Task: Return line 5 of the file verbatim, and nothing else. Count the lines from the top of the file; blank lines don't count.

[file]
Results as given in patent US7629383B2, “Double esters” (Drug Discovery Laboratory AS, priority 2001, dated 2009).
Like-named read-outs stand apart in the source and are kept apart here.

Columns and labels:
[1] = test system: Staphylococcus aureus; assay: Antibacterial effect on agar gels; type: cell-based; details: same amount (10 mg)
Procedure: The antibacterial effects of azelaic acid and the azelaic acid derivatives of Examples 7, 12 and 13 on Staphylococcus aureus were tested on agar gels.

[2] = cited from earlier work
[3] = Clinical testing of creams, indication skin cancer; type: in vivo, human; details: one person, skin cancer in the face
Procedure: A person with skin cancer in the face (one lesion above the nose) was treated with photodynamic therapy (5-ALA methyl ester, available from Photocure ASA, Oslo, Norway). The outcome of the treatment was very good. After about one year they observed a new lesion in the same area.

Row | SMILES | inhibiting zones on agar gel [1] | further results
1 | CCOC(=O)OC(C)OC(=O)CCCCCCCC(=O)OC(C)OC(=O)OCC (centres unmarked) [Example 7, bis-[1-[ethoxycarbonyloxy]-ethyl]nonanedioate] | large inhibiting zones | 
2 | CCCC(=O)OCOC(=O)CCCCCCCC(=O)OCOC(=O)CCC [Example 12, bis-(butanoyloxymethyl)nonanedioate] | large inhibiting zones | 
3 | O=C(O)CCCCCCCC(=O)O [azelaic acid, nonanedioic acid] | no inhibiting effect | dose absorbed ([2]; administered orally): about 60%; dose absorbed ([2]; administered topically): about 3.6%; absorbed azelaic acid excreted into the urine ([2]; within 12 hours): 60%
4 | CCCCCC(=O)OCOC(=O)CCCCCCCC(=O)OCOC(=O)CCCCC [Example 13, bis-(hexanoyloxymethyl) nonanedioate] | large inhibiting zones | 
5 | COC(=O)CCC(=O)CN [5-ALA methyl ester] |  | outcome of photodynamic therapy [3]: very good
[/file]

Procedure: The antibacterial effects of azelaic acid and the azelaic acid derivatives of Examples 7, 12 and 13 on Staphylococcus aureus were tested on agar gels.